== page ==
8. a price Pt = 4 leads to an EMAt = 8.2. Analysis This study tests the traditional MACD indicator and derived two methods. especially because a trend reversal often happens very quickly. A big problem when testing technical analysis rules is the aspect of data snooping. To address datasnooping concerns. Thus. but it is devastating when failed to predict. Instead. the trading signal is given three days after the actual crossing if the trend is still intact. this study uses 314. Model MACDR1 A crucial issue when using moving averages is to determine the correct timing of the opening purchase or sell. 1989 to May 30. Altogether. thus in a case. it follows that a current price of Pt = 12 leads to an EMAt = 10. A further important issue is to close the trade at the right point in time. Since the MACD indicator is a lagging indicator. MACDR1 and MACDR2 (R: Refinement). The methods were then tested out-of-sample for the NASDAQ100 stocks. the position is opened at the closing price of the third day after the crossing. for the same 10-year time period. which increases the chance of falsely rejecting the null hypothesis. functioning of the MACD indicator and then by numerical trial and error calculations. if no crossing has appeared on day 2 and 3. (number of periods is 9) and EMAt-1 = 10. attempts to eliminate buy and sell signals when the averages MACD1 and the Signal are crossing each other frequently in a short period of time. the NASDAQ-100. because the first few 2. The first model. the reversal of a successful trade is often done too late. This fast reversal is hard to anticipate. called MACDR1. the Treasury bond and holding the underlying instrument. 1999.328 resulting buy and sell signals to verify the methods involved. the methods MACDR1 and MACDR2 are derived from data of the Dow Jones Industrial Average from May 30.4. The methods were derived firstly by simple visual observation of the . a price Pt = 8 leads to EMAt = 9. which in this study is the random walk hypothesis of no predictability.6.where EMAt : current value of exponential moving average Pt = current price of underlying asset K = 2 / (number of periods + 1) Equation (1) implicitly includes the exponential smoothing: If K = 0. individually. which significantly improve the MACD trading results and outperform the benchmark of holding a no-risk security.645 daily closing prices and 92. where there is no clear trend.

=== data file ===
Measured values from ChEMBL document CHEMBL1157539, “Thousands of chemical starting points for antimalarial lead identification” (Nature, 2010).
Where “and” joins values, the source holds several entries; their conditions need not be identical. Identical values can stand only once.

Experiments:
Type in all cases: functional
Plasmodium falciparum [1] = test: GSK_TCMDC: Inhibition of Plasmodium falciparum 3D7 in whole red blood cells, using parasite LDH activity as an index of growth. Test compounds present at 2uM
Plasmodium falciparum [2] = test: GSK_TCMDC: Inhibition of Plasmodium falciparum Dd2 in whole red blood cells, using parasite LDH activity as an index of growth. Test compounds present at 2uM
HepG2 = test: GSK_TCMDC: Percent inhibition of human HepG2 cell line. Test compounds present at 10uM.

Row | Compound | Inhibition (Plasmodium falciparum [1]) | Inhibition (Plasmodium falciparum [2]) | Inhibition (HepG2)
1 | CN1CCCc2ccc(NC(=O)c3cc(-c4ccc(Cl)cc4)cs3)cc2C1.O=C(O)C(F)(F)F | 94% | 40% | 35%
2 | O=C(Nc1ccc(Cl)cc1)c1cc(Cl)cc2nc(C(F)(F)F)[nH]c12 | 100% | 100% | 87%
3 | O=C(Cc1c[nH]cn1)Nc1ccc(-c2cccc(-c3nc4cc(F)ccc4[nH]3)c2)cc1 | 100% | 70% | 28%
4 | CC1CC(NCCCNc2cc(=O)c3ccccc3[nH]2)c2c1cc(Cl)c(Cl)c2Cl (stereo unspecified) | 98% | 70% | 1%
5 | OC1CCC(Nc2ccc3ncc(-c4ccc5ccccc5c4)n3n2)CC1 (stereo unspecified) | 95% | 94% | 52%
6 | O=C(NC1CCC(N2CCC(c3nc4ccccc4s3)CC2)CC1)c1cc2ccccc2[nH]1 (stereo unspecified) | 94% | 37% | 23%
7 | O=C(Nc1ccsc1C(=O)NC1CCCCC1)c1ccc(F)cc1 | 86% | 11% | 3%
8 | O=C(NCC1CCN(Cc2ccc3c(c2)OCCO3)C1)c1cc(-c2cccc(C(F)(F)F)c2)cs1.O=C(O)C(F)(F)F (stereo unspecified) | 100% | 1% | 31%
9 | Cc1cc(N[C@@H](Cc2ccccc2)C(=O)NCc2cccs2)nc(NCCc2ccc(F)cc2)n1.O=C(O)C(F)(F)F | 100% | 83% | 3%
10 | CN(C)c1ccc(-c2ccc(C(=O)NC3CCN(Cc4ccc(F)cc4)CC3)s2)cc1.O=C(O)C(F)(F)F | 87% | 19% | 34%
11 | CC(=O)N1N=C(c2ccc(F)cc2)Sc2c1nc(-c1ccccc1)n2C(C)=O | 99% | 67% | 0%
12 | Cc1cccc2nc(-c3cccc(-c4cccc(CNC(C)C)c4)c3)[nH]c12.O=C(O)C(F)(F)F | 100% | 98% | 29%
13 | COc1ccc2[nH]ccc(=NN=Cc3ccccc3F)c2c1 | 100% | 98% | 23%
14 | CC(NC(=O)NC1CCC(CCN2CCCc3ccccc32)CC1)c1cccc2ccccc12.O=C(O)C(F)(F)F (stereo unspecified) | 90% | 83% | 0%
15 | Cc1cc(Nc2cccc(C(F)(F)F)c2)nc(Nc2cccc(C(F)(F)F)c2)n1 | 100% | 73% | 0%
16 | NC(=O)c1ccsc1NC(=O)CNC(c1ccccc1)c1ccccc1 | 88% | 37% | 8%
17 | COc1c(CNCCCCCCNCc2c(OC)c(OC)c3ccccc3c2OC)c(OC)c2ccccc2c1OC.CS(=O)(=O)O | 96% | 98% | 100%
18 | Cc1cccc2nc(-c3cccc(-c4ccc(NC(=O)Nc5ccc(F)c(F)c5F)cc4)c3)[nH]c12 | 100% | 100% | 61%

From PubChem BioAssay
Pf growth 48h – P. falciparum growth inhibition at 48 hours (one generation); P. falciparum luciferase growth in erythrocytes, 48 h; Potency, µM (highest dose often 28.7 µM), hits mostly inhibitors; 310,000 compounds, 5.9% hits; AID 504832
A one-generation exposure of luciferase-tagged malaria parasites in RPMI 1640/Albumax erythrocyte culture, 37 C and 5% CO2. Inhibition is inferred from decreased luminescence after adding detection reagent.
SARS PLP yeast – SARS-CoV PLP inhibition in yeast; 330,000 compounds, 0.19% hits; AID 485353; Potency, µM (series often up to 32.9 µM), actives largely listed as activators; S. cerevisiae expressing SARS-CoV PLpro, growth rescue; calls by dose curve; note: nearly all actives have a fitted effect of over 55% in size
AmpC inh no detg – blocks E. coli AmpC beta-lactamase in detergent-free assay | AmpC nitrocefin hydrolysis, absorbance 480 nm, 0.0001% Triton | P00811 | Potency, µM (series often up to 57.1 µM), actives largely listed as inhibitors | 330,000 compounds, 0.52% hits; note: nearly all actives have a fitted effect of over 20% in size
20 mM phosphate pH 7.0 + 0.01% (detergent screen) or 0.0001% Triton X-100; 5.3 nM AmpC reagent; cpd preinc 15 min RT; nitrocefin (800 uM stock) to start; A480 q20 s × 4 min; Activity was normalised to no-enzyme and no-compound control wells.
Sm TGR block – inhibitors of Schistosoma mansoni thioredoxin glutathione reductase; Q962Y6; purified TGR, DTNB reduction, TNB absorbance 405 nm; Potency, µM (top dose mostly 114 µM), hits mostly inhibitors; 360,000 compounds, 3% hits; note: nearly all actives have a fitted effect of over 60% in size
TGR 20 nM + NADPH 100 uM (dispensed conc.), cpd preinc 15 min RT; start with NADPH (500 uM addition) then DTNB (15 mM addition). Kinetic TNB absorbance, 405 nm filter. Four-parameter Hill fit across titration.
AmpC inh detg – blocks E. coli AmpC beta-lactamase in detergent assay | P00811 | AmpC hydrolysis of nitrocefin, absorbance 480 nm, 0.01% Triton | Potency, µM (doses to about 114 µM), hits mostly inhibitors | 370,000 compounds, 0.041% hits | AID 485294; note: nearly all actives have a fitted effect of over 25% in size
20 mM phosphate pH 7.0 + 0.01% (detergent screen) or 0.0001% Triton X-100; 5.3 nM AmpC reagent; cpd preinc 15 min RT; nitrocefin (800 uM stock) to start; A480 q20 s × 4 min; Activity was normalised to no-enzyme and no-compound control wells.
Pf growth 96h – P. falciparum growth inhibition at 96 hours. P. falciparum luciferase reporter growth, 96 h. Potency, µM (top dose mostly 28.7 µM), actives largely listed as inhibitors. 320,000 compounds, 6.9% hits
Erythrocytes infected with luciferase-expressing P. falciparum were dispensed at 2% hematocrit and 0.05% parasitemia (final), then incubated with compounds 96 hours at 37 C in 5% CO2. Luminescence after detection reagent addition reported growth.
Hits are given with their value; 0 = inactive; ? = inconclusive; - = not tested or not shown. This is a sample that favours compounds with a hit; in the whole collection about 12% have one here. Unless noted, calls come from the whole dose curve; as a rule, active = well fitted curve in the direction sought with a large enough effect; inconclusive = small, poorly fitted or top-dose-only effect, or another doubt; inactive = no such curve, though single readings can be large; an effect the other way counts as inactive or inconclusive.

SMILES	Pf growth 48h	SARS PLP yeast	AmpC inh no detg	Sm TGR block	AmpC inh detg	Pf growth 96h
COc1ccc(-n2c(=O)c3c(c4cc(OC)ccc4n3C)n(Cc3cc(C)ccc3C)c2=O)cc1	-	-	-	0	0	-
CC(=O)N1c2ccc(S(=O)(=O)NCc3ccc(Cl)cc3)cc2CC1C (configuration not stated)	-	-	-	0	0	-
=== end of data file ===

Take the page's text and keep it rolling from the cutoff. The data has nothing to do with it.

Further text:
A lower target will naturally be reached more often but there is an opportunity cost involved when closing a position too early and missing out on bigger profits. To illustrate method MACDR2. when combined with option trading. Model MACDR1 (and model MACDR2) resolve this problem by indicating a closing signal when a predetermined profit has been reached. let’s assume the stock price is $100. hardly any trading signals occur. the risk-less Treasury bond and the underlying instrument. It naturally generates fewer buy and sell signals than model MACDR1. We test crossinglevels from 0. The difference between the averages is 1. it is shown that the trading results can be improved significantly. For levels over 3. we compare the outcome of the method MACDR2 with two benchmarks.days after the reversal often have the most significant price move. if the difference between the moving averages is bigger or equal than a certain percentage of the stock price at the end of the third day after a crossing. but it has a higher success rate for each trade.5% to 3. the MACD1 = 2 and the Signal = 1 on the third day after a crossing. Method MACDR2 produces trading signals when the trend is stronger than method MACDR1. This method assures that the stock movement at the beginning of a trend is significant and not a random movement in a narrow trading range. However. Finally. the correlation between model MACDR2 and the volatility of each stock as well as the market capitalization of each stock are tested. We also test if the results of the traditional MACD indicator and our method MACDR2 can be improved when moving averages of different time lengths are used. The basic concept of model MACDR2 is the same as in model MACDR1. Thus. This would generate a trading signal for crossing-levels bigger or equal than 1%. Furthermore. In this study we test profit levels of 3% and 5%.5%.5%. the models gives a signal to close an open position when a 3% or 5% target gain has been reached or if another crossing occurs before the target is reached. Model MACDR2 Model MACDR2 is a further refinement of method MACDR1. the buy or sell signal is given. the NASDAQ-100 to challenge the random walk hypothesis. which is 1% of the stock price. . In this study.